One of the biggest advantages ASP.NET MVC has over ASP.NET Web Forms is the ability to unit-test your views (UI), controllers (HTTP request handlers) and view models (data) easily thanks to the separation of concerns that the MVC pattern gives you. Unit-testing your controllers is pretty straight forward because they either return views or perform redirections, and testing them can be done with the help of a mocking framework such as Moq to mock out the controller’s dependencies. However testing your view models is a little bit more tricky because the model-binding and validation mechanisms which MVC provides at runtime when handling HTTP requests, don’t automatically kick-in when a test calls a controller action method directly. This means that your unit-tests have to provide those mechanisms themselves.
This sounds slightly daunting but once you have some reusable code in a base or helper class, it’s actually quite simple. The following example was written in ASP.NET MVC 2 but should work quite happily in MVC 3. And just to be clear, whenever I mention model here, I’m referring to an MVC view model (which is nothing more than a data transfer object) and not a domain model which contains business logic.
Testing View Model Validation
One of the first obstacles I hit with MVC was trying to test that view model validation was working for a large HTML form which was being posted by one of my views. Because model-binding wasn’t happening automatically, validation wasn’t being triggered and my tests all failed when they should have been passing. The solution is two-fold: you need a base or helper method which actually performs model validation, and you then need to call that method before calling your controller action.
Under normal TDD rules, you should always write your tests first. But for this example I’m showing you the test last because that’s where the important part happens and it helps to be familiar with what the other classes are doing first. So to start off with, here’s a simple customer view model with a few properties, and some regular expression validation on the Email property to check that the email address is a valid format. To make these validation attributes available, you will need to add a .NET reference to
System.ComponentModel.DataAnnotations and you will also need to add a using statement for the
System.ComponentModel.DataAnnotations namespace in your view model class file. The regular expression just checks that the email address is in the correct format and is not specific to this topic – it could be any regular expression on any property.
And here is the controller which receives the
Customer view model as a parameter in its overloaded
CreateAccount action method which handles form posts. There is some standard logic to check whether the view model (form data) that was posted is valid and if not, the same view is sent back in the response together with the values that were submitted. This is so that previously entered form data isn’t lost – an important aspect of the post/validate process. However if the view model is valid, then it saves the customer details (not shown) and redirects the user to the Login
action (again, not shown). This is important for our test because a successful redirection tells us that the view model is valid, so that is what our test will assert on.
To test that the model is valid, here is a reusable method to validate view models – a process normally done by the MVC runtime. This can be placed in a base class for your MVC tests, as a static helper method or as an extension method on the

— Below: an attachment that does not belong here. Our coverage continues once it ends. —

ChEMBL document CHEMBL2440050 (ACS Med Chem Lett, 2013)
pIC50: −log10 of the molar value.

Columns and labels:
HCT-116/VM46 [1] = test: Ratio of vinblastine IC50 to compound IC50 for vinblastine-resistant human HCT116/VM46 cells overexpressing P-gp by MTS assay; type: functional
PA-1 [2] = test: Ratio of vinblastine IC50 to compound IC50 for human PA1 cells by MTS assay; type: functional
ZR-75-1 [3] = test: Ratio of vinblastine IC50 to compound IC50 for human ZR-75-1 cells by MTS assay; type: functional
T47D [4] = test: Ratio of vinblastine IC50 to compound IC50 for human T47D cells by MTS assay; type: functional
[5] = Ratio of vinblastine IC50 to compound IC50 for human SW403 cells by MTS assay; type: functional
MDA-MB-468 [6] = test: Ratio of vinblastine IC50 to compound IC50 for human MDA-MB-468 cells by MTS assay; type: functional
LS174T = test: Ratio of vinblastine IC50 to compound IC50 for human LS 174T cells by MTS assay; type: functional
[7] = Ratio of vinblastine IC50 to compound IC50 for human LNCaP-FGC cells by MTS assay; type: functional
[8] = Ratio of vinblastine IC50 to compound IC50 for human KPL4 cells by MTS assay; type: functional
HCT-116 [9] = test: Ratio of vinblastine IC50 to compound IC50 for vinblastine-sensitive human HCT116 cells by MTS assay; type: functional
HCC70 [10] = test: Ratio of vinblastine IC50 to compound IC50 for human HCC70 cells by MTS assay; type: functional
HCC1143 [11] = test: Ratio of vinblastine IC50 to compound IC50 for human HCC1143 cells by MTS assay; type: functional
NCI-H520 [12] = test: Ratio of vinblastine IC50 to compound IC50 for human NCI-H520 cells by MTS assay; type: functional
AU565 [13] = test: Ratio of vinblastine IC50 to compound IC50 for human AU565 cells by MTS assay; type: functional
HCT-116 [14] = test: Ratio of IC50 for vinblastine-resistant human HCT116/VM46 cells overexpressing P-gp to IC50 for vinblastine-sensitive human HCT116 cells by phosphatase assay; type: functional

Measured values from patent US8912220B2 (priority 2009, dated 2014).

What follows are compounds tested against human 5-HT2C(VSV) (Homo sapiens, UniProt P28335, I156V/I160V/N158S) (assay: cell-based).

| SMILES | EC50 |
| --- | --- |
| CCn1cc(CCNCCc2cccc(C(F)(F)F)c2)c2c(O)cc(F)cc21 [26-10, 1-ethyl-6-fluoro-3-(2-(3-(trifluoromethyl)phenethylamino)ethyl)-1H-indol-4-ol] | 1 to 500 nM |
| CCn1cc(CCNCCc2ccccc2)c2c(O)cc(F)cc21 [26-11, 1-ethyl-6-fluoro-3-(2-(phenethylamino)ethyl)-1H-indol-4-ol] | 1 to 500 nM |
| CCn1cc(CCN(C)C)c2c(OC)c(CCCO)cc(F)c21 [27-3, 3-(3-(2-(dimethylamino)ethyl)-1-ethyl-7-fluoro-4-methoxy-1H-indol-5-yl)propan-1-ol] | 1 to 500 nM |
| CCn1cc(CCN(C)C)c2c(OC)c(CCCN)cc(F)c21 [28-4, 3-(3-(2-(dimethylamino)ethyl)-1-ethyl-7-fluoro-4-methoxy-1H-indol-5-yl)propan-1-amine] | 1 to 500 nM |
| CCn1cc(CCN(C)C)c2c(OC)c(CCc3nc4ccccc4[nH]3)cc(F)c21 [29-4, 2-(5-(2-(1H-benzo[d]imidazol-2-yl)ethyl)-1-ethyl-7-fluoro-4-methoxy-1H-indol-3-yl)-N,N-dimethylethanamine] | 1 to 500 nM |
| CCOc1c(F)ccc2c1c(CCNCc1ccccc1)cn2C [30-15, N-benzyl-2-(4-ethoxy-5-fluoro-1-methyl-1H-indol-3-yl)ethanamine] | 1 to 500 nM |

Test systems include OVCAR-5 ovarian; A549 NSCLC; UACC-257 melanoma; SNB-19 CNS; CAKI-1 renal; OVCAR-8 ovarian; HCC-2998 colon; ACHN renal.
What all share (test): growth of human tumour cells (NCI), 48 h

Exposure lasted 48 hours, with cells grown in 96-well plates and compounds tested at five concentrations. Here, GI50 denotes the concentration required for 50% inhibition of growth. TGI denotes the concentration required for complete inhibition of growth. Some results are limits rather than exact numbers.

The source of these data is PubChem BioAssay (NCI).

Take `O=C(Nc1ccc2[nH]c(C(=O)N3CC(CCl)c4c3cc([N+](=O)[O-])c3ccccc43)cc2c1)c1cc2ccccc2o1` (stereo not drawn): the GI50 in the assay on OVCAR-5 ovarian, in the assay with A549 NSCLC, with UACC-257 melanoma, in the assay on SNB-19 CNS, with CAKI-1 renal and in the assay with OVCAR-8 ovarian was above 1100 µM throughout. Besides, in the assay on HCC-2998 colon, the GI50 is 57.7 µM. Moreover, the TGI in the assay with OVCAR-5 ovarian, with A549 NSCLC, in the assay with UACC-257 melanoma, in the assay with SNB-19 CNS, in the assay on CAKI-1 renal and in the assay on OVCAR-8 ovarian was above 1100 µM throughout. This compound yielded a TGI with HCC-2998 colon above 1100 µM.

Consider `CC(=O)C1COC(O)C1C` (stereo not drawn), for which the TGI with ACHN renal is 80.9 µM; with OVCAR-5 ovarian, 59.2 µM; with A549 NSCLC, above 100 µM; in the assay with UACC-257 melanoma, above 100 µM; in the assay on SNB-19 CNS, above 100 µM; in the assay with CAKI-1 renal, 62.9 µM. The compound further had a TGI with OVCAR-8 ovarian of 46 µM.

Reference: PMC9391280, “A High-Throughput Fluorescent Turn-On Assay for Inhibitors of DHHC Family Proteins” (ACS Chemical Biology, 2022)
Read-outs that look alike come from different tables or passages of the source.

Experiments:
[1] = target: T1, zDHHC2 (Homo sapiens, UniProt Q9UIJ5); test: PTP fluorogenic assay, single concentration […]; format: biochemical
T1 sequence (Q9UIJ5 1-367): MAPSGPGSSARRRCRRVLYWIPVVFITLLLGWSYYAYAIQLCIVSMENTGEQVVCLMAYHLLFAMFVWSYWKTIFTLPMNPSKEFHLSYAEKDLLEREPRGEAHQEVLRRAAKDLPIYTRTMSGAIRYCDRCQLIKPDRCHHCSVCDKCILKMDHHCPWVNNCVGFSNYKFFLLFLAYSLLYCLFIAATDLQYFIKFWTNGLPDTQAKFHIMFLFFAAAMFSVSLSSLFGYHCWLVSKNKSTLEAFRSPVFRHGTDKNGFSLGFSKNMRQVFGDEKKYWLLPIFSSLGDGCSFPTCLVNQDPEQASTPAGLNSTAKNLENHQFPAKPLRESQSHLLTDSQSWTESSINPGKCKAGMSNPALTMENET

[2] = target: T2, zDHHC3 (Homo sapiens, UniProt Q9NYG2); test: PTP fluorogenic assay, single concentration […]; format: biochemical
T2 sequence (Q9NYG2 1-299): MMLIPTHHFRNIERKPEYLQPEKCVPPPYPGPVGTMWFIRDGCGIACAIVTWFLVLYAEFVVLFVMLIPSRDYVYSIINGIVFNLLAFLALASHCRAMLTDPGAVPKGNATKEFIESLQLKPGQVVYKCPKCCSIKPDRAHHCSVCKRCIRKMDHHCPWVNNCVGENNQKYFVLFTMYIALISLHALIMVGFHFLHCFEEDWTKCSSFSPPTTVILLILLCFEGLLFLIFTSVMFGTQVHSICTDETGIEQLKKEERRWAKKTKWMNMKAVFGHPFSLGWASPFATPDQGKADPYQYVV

System.Web.Mvc.Controller class. I’ll leave that choice down to you but for this example I’ve made it an extension of the MVC Controller base class.
The first line of the extension method is crucial because it clears previous model validation results. Otherwise your tests could potentially end up with false negatives or even worse, false positives because it still contains previous view model validation results. The rest of the extension method is doing what the MVC framework normally does automatically. It validates the view model and generates an invalid results collection which is then added as errors to the controller’s model state.
Now all you need to do is call the helper from within your tests after creating your controller and view model but before calling the action method which takes the model as a parameter. Here is an example NUnit test fixture showing how it’s used. I’ve used the Arrange-Act-Assert (AAA) style for clarity and highlighted one of the calls to the extension method. Remember, it must be called before calling the controller action.
Note! if you get a missing assembly reference error after trying to access properties on the RedirectToRouteResult class (as I have done in the assertions above) make sure your test project references both the
As you can see, the expected behaviour for the
CreateAccount action is that when given a view model containing an invalid email address, it returns the same view and the result’s ViewData.ModelState.IsValid property is set to false. But when given a view model with a valid email address, it passes validation and causes a redirection – in this scenario you don’t need to assert the value of ViewData.ModelState.IsValid because the fact that a redirection occured (or whatever successful outcome you were expecting) tells you that validation was successful.
And just incase you’re confused why there’s an assertion in the first test to check that the view result’s ViewName property is an empty string, that’s because it’s the expected value for ViewName when an action returns the default view.